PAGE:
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Google Analytics in Very Plain Language. Part VI: Let Your Website’s Visitors Flow in the Right Direction

| Posted in category Analytics

On October 19 Google announced that Google Analytics (GA) will be enhanced with a new visualization tool – Visitors Flow and Goal Flow. It took a few weeks to roll out the feature across all GA accounts.

Now, when most of you should have access to it, let’s have a look at all the new goodies we are getting.

The feature is a better alternative to the Funnel Visualization and Reverse Goal Path tools. It’s more flexible and lets you watch how the users interact with your content at a wider perspective.

Before we start, make sure you are using the new version of Google Analytics.

Visitors Flow

The tool provides a graphical representation of the pages visited by the users from various sources; what is more important, you may observe in what sequence the users are viewing the pages and at what stages they are quitting your website. The real power of the tool lies in its ability to segment the traffic sources and users with pinpoint precision.

Open the new version of GA and click on Standard Reports tab. In the left hand pane click Visitors Flow (if you can’t see the link yet, don’t worry. The feature wasn’t activated for your account yet. Be patient, in a few days you’ll surely have access to it).

Google Analytics

On the next step you should see a screen like this (see below). Let’s poke around and see what all these controls mean.

Google Analytics

1. Select a segment – this drop down menu lets you select one of the default visitors segments, like All Visitors, New Visits, Search Traffic, Referral Traffic, etc. Alternatively you may apply the tool only to the Custom Segments (e.g. your loyal visitors, top buying visitors, …) The number of custom segments is almost infinite and varies depending on the niche, website type, and your purposes. Once one of the segments is selected, the tool shows the number of visits and paths for the sessions that meet the selected segment criteria.

2. Drop down menu – lets you put the visitors into certain data buckets and examine their interaction with the website. On the screenshot above we opted to show the entrance pages for the visitors coming from different countries.

3. Settings button – don’t overlook this tiny but useful button. How it works and why should you use it? E.g. if you want to compare the behavior of CPC vs. Organic visitors, then click on the button. You’ll see a modal window like this:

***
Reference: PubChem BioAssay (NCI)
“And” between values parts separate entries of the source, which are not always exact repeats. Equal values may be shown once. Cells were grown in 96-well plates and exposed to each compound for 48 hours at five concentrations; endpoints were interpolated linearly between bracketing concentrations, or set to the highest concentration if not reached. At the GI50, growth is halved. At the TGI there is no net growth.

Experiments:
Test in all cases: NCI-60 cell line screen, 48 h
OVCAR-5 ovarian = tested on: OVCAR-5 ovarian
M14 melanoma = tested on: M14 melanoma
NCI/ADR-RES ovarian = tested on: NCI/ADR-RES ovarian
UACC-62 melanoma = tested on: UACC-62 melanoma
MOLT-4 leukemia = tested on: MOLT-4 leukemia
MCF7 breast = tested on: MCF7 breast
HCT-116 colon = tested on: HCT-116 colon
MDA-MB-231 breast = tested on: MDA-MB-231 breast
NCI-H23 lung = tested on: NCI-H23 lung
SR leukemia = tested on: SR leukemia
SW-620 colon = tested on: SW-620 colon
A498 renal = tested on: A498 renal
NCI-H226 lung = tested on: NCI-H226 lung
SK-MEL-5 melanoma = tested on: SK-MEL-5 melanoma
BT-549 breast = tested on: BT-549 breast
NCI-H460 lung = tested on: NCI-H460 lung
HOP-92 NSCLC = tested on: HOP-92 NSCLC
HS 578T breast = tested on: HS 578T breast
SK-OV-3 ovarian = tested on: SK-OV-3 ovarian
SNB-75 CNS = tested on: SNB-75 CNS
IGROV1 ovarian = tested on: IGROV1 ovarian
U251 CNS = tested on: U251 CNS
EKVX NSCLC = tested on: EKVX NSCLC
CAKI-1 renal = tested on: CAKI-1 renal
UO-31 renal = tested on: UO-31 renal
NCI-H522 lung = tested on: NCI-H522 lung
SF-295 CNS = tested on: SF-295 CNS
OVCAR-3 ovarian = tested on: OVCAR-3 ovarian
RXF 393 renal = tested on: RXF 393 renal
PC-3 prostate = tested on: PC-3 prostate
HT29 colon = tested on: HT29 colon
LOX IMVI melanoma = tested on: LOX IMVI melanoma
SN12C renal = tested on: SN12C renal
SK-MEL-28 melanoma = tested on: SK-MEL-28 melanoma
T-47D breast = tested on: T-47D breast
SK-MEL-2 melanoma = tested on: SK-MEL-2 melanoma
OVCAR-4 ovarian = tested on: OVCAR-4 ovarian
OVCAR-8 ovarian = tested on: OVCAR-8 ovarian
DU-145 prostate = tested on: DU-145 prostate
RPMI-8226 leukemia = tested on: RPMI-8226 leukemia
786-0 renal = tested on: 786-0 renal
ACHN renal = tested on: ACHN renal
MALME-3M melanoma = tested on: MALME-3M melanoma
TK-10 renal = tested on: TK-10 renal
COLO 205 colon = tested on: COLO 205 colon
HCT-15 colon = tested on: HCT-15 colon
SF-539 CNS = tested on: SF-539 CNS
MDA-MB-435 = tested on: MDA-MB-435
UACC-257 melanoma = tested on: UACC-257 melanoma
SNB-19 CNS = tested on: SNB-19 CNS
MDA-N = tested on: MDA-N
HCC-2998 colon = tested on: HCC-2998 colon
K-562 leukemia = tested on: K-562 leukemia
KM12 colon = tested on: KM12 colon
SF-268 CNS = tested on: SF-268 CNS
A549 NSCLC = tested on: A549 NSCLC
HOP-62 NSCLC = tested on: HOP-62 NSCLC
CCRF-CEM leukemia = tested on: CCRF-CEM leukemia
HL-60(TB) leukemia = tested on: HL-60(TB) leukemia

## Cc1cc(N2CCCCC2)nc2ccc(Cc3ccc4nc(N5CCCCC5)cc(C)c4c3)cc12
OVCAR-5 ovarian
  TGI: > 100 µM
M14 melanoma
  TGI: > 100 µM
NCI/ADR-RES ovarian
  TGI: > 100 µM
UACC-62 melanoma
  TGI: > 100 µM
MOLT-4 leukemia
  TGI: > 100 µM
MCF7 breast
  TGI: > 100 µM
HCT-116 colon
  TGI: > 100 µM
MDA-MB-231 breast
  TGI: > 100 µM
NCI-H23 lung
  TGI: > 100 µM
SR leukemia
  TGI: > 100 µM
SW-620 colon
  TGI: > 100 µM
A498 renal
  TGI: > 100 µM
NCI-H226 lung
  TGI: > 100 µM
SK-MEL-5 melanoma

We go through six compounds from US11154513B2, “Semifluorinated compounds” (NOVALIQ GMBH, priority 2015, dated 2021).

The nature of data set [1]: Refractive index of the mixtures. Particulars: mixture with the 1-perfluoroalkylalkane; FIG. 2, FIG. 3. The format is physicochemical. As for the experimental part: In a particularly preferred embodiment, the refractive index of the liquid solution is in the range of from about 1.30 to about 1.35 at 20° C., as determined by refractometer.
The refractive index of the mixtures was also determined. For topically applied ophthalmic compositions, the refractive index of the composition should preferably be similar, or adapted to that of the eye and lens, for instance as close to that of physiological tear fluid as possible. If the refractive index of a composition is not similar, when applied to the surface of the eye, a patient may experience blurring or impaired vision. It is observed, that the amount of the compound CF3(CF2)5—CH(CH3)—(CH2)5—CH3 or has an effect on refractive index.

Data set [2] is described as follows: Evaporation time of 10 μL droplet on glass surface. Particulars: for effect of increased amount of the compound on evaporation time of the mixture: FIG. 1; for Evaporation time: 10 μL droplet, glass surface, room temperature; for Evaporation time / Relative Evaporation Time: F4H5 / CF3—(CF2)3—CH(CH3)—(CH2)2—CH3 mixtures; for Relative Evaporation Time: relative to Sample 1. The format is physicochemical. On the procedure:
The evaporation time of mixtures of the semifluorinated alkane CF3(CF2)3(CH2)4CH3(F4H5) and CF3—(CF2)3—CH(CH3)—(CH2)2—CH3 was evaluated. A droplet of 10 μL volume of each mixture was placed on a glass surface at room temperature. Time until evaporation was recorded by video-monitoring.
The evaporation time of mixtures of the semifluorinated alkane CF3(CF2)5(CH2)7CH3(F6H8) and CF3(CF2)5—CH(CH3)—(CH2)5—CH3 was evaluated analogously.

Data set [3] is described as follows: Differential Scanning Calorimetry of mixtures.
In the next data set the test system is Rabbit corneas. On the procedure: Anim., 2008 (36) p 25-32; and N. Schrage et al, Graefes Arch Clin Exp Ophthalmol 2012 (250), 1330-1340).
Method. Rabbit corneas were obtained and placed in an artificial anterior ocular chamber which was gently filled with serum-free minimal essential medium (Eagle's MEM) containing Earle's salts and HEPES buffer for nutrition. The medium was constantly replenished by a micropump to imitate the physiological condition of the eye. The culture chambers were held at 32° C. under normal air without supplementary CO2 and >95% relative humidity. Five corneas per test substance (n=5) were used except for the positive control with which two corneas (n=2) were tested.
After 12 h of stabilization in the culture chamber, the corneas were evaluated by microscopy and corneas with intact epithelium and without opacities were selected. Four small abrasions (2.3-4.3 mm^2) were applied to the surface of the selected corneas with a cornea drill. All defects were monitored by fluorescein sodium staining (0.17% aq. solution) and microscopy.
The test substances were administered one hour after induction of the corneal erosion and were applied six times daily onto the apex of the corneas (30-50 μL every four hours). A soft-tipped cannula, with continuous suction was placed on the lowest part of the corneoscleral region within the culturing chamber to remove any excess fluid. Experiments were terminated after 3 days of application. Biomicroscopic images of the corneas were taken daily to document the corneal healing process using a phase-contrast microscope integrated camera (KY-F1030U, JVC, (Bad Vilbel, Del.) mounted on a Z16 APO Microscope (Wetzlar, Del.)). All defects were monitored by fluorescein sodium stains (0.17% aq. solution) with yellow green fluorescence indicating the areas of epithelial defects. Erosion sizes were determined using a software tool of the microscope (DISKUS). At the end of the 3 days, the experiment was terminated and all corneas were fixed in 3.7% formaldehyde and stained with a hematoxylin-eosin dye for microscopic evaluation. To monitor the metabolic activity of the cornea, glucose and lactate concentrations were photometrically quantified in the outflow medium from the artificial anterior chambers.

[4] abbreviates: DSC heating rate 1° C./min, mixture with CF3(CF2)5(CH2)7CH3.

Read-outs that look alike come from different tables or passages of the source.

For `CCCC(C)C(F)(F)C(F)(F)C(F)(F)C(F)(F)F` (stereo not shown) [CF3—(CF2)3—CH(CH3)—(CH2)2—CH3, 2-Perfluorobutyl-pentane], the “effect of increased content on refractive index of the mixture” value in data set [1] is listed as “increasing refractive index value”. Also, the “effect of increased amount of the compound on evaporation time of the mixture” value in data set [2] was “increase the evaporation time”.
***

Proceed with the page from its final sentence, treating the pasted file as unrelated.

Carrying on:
Google Analytics

  • Select Source/Medium;
  • Select Match type contains;
  • Type in expression ‘organic’;
  • Add another item, but this time type in expression ‘cpc’, and;
  • Apply the settings.

The visitors flow from organic search (all the search engines) and cost per click advertising should be displayed now.

Google Analytics

All in all you may segment visitors in two dimensions and display only those segments that are matching the specific criteria.

4. Connections scroll bar lets you increase or reduce the number of displayed paths between the pages (or knots of the graph). If you are looking for the major, trend setting stats – opt to show fewer connections, alternatively, if you are looking for a needle in a haystack – increase the number of the connections.

Google Analytics

5. Date Range selector.

6. Zoom in/ Zoom out slider – use it to change the size of the graph.

7. + Step link adds new interactions to the graph. With no additional interactions you will see only the starting pages. If you add a new step, you'll see the pages that where viewed next after the starting page.

Are you ready for the most exciting part? – The graph is interactive. Hover mouse over any knot or connection and get the detailed data about it.

Google Analytics

Are you looking for even more? Click on any connection to see what pages were viewed next by the respective users and what other interactions contributed to this connection.

Google Analytics

Right click on any knot. The context menu will appear. It gives you three options:

  • Highlight traffic through here;
  • Explore traffic through here, and;
  • Group details.

The first option will highlight all the connections that come through the respective knot. The second option magnifies the selected knot; you will see only the inbound and outbound connections of this knot. The last option opens a modal window featuring data standing behind the graphical representation.

Why you might like Visitors Flow feature?

  • It gives you yet another way to diagnose and reduce high bounce and exit rate issues (more on the topic).
  • You may explore the most appealing content for certain user segments.
  • You may enhance your website’s navigation and improve internal linking.
  • You get the valuable information to sculpture a conversion funnel that really works.

Goal Flow

The Goal Flow tool is similar to the Visitors Flow tool, but unlike the latter it only shows the paths leading to the goal completion. In order to use the tool you need to set up goals and conversion funnels first.

This tool may be found under Standard Reporting tab. In the left hand navigation pane select Conversions > Goals > Goal Flow.

Google Analytics

The overall functionality of the tool is the same. There are only two new elements: goal selector (a drop down menu in the top right corner of the screen) and the data spreadsheet featuring the detailed raw data.

To get the most from the new tools, make sure you are familiar with goals tracking, user behavior analysis and usability basics. For more information refer to previous Google Analytics tutorials.

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